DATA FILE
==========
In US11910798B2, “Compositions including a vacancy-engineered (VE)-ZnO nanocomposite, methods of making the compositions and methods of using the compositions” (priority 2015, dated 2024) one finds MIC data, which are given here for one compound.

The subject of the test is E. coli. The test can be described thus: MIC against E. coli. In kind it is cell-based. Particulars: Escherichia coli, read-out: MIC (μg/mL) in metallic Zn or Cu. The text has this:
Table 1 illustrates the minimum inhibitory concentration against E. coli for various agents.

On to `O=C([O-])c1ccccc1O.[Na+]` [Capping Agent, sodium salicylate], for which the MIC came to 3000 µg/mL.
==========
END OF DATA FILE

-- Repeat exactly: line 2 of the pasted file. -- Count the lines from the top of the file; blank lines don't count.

The subject of the test is E. coli. The test can be described thus: MIC against E. coli. In kind it is cell-based. Particulars: Escherichia coli, read-out: MIC (μg/mL) in metallic Zn or Cu. The text has this: